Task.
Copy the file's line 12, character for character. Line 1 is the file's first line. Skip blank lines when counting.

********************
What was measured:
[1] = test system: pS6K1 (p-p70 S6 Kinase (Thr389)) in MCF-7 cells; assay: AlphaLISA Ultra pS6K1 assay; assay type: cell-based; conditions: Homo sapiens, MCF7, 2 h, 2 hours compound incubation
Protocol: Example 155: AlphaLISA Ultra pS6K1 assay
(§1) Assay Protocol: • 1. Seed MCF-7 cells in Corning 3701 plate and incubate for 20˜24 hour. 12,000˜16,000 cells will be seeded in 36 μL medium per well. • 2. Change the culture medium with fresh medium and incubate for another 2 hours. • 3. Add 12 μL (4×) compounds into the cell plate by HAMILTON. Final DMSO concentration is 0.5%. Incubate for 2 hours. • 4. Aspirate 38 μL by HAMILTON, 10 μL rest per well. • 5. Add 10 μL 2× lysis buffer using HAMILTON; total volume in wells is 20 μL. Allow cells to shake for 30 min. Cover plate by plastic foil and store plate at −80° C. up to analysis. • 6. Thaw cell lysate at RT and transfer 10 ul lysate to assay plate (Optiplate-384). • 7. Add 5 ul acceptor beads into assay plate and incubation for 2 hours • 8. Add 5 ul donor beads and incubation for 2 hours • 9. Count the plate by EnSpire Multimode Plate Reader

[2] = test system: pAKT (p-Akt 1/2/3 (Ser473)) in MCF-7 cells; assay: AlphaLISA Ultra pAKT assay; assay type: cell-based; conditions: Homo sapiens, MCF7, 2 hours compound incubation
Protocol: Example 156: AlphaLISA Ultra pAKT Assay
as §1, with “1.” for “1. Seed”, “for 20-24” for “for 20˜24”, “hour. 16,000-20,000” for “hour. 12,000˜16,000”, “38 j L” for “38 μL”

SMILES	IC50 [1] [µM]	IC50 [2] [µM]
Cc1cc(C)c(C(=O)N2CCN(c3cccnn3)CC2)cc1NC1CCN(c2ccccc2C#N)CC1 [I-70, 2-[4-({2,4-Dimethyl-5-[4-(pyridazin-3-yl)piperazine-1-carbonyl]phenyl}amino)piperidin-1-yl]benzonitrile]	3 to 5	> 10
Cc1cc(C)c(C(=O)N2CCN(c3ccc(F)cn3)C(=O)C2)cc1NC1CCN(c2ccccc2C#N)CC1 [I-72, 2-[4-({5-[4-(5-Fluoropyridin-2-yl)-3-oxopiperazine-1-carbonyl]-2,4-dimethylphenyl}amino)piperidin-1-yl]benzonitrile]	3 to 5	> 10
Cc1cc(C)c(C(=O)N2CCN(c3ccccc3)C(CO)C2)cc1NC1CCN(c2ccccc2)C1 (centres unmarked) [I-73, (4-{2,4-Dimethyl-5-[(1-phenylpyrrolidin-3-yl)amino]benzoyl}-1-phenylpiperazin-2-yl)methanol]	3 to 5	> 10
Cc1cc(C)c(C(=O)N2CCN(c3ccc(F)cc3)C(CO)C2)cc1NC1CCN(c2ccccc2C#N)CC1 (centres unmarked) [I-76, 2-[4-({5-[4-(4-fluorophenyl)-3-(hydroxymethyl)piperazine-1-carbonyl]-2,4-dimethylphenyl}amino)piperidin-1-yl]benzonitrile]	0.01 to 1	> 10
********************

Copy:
Cc1cc(C)c(C(=O)N2CCN(c3ccc(F)cc3)C(CO)C2)cc1NC1CCN(c2ccccc2C#N)CC1 (centres unmarked) [I-76, 2-[4-({5-[4-(4-fluorophenyl)-3-(hydroxymethyl)piperazine-1-carbonyl]-2,4-dimethylphenyl}amino)piperidin-1-yl]benzonitrile]	0.01 to 1	> 10